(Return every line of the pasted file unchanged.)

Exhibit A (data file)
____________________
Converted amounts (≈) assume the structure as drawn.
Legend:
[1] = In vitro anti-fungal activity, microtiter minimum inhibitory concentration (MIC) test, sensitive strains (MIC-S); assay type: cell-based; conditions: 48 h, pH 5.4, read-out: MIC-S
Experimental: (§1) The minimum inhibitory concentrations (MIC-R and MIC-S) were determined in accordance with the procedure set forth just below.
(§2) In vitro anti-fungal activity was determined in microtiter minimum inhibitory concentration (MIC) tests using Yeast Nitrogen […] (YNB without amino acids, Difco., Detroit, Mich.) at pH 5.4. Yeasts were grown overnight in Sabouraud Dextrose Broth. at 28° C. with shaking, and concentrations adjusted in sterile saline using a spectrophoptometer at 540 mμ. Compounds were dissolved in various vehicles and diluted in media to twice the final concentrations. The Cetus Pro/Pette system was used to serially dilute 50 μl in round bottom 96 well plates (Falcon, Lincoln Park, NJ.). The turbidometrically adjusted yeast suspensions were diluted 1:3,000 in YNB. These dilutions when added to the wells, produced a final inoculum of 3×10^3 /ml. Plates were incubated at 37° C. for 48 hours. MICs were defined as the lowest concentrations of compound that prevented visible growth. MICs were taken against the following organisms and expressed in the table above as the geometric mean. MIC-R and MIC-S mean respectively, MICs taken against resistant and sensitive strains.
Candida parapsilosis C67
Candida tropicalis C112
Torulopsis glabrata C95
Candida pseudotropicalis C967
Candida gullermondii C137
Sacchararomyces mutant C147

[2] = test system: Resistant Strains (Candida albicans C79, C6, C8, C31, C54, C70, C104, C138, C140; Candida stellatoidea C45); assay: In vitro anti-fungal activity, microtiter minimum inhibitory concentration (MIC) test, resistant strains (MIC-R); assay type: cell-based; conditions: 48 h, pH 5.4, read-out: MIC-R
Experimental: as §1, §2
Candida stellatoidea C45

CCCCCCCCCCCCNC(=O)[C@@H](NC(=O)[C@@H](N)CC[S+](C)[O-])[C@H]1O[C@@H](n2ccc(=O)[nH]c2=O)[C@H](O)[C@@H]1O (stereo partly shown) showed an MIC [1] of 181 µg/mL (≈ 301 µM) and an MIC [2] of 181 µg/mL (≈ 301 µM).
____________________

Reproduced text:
Converted amounts (≈) assume the structure as drawn.
Legend:
[1] = In vitro anti-fungal activity, microtiter minimum inhibitory concentration (MIC) test, sensitive strains (MIC-S); assay type: cell-based; conditions: 48 h, pH 5.4, read-out: MIC-S
Experimental: (§1) The minimum inhibitory concentrations (MIC-R and MIC-S) were determined in accordance with the procedure set forth just below.
(§2) In vitro anti-fungal activity was determined in microtiter minimum inhibitory concentration (MIC) tests using Yeast Nitrogen […] (YNB without amino acids, Difco., Detroit, Mich.) at pH 5.4. Yeasts were grown overnight in Sabouraud Dextrose Broth. at 28° C. with shaking, and concentrations adjusted in sterile saline using a spectrophoptometer at 540 mμ. Compounds were dissolved in various vehicles and diluted in media to twice the final concentrations. The Cetus Pro/Pette system was used to serially dilute 50 μl in round bottom 96 well plates (Falcon, Lincoln Park, NJ.). The turbidometrically adjusted yeast suspensions were diluted 1:3,000 in YNB. These dilutions when added to the wells, produced a final inoculum of 3×10^3 /ml. Plates were incubated at 37° C. for 48 hours. MICs were defined as the lowest concentrations of compound that prevented visible growth. MICs were taken against the following organisms and expressed in the table above as the geometric mean. MIC-R and MIC-S mean respectively, MICs taken against resistant and sensitive strains.
Candida parapsilosis C67
Candida tropicalis C112
Torulopsis glabrata C95
Candida pseudotropicalis C967
Candida gullermondii C137
Sacchararomyces mutant C147

[2] = test system: Resistant Strains (Candida albicans C79, C6, C8, C31, C54, C70, C104, C138, C140; Candida stellatoidea C45); assay: In vitro anti-fungal activity, microtiter minimum inhibitory concentration (MIC) test, resistant strains (MIC-R); assay type: cell-based; conditions: 48 h, pH 5.4, read-out: MIC-R
Experimental: as §1, §2
Candida stellatoidea C45

CCCCCCCCCCCCNC(=O)[C@@H](NC(=O)[C@@H](N)CC[S+](C)[O-])[C@H]1O[C@@H](n2ccc(=O)[nH]c2=O)[C@H](O)[C@@H]1O (stereo partly shown) showed an MIC [1] of 181 µg/mL (≈ 301 µM) and an MIC [2] of 181 µg/mL (≈ 301 µM).